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Fish eat toxin-laden microbeads: experts

AAP logoAAP 16/08/2016

Toxins absorbed into microbeads have been found in fish tissue and researchers fear they could be making it onto our dinner plates.

The tiny plastics - which are found in toothpaste and facial scrubs and washed into waterways - absorb pollution, and this ends up in the fish that eat them, Australian and Chinese research says.

"Potentially we're going to be exposed to the same pollutants by eating the fish that are eating the microbeads," RMIT lead researcher Bradley Clarke told AAP on Tuesday.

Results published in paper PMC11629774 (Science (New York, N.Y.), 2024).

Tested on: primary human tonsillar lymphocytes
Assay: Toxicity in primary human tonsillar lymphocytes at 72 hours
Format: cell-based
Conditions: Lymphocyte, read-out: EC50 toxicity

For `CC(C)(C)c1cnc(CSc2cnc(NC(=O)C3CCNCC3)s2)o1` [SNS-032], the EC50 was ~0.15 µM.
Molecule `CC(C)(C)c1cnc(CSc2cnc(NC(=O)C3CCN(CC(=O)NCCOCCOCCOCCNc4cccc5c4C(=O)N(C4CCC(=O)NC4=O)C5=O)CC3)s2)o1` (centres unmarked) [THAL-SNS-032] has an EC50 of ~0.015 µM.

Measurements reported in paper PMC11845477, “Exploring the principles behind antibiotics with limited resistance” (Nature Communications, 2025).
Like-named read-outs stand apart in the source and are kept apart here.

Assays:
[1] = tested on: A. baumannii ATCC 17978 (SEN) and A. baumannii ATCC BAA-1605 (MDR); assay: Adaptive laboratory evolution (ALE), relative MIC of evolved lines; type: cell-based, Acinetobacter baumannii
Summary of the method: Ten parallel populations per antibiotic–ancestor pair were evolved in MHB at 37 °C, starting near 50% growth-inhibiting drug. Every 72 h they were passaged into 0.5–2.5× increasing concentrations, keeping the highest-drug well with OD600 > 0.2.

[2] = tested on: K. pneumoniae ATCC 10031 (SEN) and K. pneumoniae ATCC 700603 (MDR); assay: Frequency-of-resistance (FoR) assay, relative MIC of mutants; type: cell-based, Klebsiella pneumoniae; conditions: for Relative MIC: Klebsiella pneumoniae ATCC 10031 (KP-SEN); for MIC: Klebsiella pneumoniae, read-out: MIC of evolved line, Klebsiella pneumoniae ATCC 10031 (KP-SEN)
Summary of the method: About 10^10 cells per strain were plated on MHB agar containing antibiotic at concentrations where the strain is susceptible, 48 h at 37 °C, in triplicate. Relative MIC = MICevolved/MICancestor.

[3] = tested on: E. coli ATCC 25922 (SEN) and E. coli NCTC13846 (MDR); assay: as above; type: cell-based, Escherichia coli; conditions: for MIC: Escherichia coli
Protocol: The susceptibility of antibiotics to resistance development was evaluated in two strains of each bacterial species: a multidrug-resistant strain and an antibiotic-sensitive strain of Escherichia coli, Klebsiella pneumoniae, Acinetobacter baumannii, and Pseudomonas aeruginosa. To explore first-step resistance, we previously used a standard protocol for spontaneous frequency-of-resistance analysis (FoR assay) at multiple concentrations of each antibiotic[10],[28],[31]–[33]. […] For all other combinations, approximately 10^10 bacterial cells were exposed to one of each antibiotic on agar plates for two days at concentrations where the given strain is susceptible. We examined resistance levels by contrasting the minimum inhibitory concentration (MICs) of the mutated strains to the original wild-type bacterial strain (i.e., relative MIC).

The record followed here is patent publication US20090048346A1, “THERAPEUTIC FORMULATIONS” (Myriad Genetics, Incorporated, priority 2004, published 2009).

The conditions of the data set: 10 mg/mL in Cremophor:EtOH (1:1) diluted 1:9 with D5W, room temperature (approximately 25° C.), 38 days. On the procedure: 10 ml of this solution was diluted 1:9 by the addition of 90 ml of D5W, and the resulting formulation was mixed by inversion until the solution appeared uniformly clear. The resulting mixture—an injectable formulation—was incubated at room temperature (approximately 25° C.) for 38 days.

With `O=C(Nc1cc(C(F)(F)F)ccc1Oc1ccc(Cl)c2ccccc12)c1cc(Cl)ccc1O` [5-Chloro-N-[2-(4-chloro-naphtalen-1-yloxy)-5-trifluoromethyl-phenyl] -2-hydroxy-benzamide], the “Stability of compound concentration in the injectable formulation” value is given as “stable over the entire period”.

Dr Bradley fed microbeads contaminated with pollutants to laboratory fish and found up to 12 per cent of that in the tissue.

"Microbeads should have never been incorporated into personal care products in the first instance and should be removed from sale immediately," he said.

Persistent organic pollutants (PoPs) are not biodegradable and have been linked to neurological health problems, impaired immune function and fertility problems.

The Australian government last year committed to a voluntary phase-out of microbeads by mid-2018.

But it said if companies didn't comply, the plastics could be banned altogether.

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